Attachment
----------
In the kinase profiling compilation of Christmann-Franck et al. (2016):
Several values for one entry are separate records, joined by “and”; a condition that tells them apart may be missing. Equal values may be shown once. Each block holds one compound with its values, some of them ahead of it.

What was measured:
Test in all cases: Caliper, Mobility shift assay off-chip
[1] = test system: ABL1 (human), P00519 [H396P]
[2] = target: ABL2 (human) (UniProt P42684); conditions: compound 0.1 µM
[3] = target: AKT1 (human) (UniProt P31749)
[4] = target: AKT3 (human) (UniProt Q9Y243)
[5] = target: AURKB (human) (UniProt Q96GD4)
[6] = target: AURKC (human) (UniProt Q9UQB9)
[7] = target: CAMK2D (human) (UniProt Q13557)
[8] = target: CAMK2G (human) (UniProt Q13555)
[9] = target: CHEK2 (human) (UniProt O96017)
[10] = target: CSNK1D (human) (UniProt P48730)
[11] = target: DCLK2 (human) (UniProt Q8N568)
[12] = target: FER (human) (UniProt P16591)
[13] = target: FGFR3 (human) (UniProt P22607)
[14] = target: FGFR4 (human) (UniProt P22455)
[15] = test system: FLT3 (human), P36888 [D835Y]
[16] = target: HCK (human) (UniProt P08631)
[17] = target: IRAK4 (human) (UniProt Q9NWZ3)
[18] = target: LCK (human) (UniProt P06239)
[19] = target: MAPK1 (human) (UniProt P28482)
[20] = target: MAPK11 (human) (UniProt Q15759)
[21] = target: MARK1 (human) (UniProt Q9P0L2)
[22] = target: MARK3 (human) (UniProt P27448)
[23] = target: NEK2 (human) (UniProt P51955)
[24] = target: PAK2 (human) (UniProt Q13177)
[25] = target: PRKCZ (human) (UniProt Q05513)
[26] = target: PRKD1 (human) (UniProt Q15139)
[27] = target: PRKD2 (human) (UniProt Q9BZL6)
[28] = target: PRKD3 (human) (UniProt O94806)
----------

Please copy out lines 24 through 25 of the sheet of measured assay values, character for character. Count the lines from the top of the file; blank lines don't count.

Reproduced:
[20] = target: MAPK11 (human) (UniProt Q15759)
[21] = target: MARK1 (human) (UniProt Q9P0L2)